A history of references

The attitudes to history evident in the work of specific architects, historical and contemporary, form our focus here. We want to look back, but with a mind to the present and future, to understand how history has been used today and in history. Referencing, quoting, copying, stealing, rejecting—these are all ways of dealing with what came before us, and we’re interested in how architects take a position in relation to the past in order to produce work that’s relevant for their time.

Article 3 of 14

We Like Palladio and We Make Our Own Buildings

An excerpt from a conversation between Kersten Geers, Go Hasegawa, and David Van Severen

Go Hasegawa, David Van Severen, Kersten Geers, and Giovanna Borasi in conversation, 2017. Photograph by Jean-Marc Abela

As an architect, you’re always searching for a constraint, such as the client’s needs, the site, the context, or the program. History adds complexity to this; it offers an interesting cultural constraint. It helps you to not entirely embrace the current world as it is, to establish a healthy distance from the present.
I like to do projects that push me and that let me discover something new. A constraint like history is very important in helping me go beyond my imagination, my context, or my experience. And so a conversation with history—and of course with people and places—is essential. This is a new attitude in our generation—for a long time, history was a sort of enemy for architects, something to overcome.
I think what both our practices are doing with history is constantly and implicitly looking for references—the kind of references that are part of the cultural world. If your work loses those references, there’s nothing left. We need to understand where something belongs; we would like to inscribe ourselves and our work in a long thread of the history of architecture.
All these ideas, all these references, all these solutions, and all these principles are a very big box. But I think the difficulty is how you activate this. How do you activate it without making it gratuitous? You can use anything. When does something work and when does it not work? I think Go, Kersten, and I share an interest in this question, and we do not have a clear answer to it.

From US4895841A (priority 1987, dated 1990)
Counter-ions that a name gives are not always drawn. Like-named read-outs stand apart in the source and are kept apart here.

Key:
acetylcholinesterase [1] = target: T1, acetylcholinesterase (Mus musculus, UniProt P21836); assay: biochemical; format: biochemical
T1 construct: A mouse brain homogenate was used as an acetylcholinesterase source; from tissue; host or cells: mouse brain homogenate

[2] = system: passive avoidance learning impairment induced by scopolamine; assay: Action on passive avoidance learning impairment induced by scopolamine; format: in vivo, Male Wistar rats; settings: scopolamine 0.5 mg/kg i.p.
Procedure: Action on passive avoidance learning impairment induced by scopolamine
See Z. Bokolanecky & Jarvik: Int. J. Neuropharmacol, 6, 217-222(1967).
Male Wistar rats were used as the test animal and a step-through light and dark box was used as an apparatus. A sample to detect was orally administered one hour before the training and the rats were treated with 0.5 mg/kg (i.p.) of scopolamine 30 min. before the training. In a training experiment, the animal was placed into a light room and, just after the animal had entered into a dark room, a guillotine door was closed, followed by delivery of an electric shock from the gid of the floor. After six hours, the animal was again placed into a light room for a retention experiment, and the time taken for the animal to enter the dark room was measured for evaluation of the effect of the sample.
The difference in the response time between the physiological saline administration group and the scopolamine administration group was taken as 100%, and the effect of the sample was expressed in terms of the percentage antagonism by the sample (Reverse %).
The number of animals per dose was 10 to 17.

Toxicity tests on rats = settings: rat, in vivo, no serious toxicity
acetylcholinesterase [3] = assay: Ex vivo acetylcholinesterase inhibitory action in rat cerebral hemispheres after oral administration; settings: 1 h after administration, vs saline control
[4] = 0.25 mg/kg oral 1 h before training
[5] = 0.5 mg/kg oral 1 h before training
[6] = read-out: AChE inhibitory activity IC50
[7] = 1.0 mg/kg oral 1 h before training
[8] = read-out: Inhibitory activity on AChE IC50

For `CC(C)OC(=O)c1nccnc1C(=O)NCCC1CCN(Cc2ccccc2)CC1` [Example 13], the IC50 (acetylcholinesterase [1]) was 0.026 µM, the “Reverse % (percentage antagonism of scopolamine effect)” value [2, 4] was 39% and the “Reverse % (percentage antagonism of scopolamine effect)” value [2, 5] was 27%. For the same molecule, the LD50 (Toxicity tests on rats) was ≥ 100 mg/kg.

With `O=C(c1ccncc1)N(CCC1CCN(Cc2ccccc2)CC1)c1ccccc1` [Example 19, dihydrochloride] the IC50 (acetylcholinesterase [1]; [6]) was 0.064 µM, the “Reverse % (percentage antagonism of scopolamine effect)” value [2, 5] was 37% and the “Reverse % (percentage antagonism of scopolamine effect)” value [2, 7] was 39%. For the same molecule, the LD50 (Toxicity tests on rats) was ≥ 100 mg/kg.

As an office, David and I are very interested in history. But that means we’re interested in the history of architectural types. We’re interested in a history of how architecture looks, and it always looks different. We are interested in references, but we use them lightly. Good architecture is not simply a translation of one idea; it’s always a translation of many ideas.
History for me is a way of communicating with time through the building. Elements and typologies of architecture have existed for a very long time. Today they are taken as symbols and models, as something dead. But they are far from being dead. They remain deeply related to human life, so they should be regarded as something living that can still be polished and improved. When rethought, they become something that is old and new at the same time. There is no specific period that I look to—I am interested in everything. I never think about whether a certain idea is contemporary or not. We use contemporary materials and techniques, so in the end we do contemporary architecture, but this is not done on purpose. We are contemporary in time, so we make contemporary architecture.
I totally agree with what Go is saying: you make a building today, so it should be made with the materials of today, in the context of today, and with the economic logic of today. History does not just give you ideas. It gives you a context, and it shows you how certain contexts create certain ideas.
When the older generation referred to Palladio, the result was a copy of a column or a pediment. But we like Palladio and we make our own buildings. You could call this a misreading of history, but it’s productive and fundamental to our practice.

This conversation took place in the context of our 2017 exhibition Besides, History: Go Hasegawa, Kersten Geers, David Van Severen.


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